There are over a billion websites in the world, with thousands of new ones coming online every day. If you’re an entrepreneur, there are hundreds or even thousands in the arena where you compete. How can you make your website stand out in all this? An important part of the answer is in website branding.
A branded website is one that creates a connection with visitors and turns them into customers. It has a personality that makes it unique from its competition. It tells the world clearly what it is and what it has to offer. A great website is a key part of any good branding strategy.
People remember a branded website. When they see its elements, such as its logo or color scheme, they immediately think of the business that’s behind them. When website branding works effectively, the company quickly comes to mind when people think of its product or service. It’s one they’re likely to look at when they’re ready to buy.
Here are some reasons website branding is vital:
There isn’t any single factor that produces a good branded website. Rather, it’s a combination of elements that work together to give your website a visual appeal that reinforces your brand. Here are seven techniques that do just that.
Big companies have logos, and small companies should have them, too. It’s the most important and effective branding element you can employ. When you see the Starbucks Siren or Volkswagen’s stylized VW, there’s no question what company is behind the symbol. When the Nike swoosh appears in the upper corner of the page, you don’t have to look twice to know what site you’re visiting.
A logo must be straightforward, distinctive and memorable. It also has to be attractive and recognizable, no matter how large or small it is. You’ll want to use it on your website, emails and social media posts. It needs to look good on laptops and mobile devices. It should appear on printed materials, and you may even use it on coffee cups and t-shirts.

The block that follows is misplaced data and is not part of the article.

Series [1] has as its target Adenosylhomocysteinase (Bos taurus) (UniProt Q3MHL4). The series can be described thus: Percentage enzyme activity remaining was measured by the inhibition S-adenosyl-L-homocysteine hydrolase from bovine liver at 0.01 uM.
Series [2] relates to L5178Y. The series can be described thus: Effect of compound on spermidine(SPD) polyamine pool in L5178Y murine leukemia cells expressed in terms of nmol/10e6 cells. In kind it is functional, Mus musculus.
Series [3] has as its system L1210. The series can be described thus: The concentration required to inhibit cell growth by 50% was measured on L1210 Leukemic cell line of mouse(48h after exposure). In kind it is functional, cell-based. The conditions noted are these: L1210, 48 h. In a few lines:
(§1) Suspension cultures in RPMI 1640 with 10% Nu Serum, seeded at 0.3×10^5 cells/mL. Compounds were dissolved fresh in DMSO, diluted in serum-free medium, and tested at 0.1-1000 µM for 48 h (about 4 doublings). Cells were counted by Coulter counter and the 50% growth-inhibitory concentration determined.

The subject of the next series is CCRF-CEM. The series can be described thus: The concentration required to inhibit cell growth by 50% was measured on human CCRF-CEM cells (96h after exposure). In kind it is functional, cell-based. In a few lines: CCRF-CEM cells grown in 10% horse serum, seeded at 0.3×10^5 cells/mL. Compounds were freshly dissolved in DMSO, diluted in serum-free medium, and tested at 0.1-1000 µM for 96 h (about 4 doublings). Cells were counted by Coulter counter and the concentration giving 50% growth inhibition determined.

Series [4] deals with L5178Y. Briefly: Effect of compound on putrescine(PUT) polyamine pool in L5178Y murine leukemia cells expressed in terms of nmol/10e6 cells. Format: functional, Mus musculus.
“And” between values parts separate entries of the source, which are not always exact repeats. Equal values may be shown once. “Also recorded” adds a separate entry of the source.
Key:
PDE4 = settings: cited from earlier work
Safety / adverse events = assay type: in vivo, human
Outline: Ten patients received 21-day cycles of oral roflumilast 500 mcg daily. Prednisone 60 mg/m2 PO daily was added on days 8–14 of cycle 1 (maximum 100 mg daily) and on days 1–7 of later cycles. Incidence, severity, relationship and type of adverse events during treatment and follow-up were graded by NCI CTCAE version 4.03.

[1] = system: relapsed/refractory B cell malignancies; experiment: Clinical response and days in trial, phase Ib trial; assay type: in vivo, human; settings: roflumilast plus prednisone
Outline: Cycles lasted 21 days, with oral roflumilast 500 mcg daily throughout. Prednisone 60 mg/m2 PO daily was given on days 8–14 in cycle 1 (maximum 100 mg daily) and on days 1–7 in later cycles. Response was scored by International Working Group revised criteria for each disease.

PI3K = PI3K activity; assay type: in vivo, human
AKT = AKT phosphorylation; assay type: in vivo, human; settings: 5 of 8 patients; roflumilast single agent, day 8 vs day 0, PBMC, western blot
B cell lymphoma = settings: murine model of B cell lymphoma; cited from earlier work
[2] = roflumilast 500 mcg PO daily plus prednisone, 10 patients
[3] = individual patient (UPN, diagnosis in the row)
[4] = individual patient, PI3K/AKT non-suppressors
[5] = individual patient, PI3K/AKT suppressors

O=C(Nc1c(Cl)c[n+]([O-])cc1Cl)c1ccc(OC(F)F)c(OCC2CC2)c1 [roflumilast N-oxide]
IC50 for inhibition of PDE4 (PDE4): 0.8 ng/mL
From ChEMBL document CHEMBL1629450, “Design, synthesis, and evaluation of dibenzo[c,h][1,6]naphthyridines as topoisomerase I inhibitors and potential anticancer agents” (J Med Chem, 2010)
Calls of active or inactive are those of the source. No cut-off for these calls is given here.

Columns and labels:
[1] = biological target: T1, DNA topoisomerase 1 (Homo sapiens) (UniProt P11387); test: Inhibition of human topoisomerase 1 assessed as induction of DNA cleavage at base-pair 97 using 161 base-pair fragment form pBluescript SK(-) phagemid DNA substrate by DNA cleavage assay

Some companies hire a graphic designer, but you can establish an effective logo without writing a big check. There are many free and low-cost online logo design tools. You enter your company name, something about your business and some design preferences, and they generate samples that you can customize and download.
If you haven’t established brand colors, you should. Colors carry emotion. IBM blue connotes stability and reliability, and Coca-Cola red expresses life, excitement and passion. Consider the color combination on the Burger King website. Notice how the red, pumpkin, and antique white recur as a theme and also complement the pictures of the food.
Your color or colors should resonate with your target customers. They’re going to affect how visitors feel. A company selling sporting goods should choose brighter and livelier colors than one selling accounting software.
The colors should appear in your logo. Use them a lot or a little on your website, depending on how forward they are. Bright orange might be used more sparingly than blue. You’ll also want your colours on signage and printed advertising.
When a tagline becomes widely known in popular culture – “What’s in your wallet?” or “When you care enough to send the very best.” – a company’s name becomes more prominent in the public mind. A good tagline reflects a company’s personality, goals and values. It sticks with people. It tells the world something about who the company is and what it has to offer. In today’s world, it doesn’t hurt to have a tagline with an industry-specific keyword or two for SEO purposes.
You don’t have to be a well-known corporate giant to profit from a website tagline. Consider this example from a small outfit called The SMS Works. “Low cost SMS API for developers” tells you what the company offers and who it’s for. As a bonus, it’s a phrase a potential customer might enter in a search engine.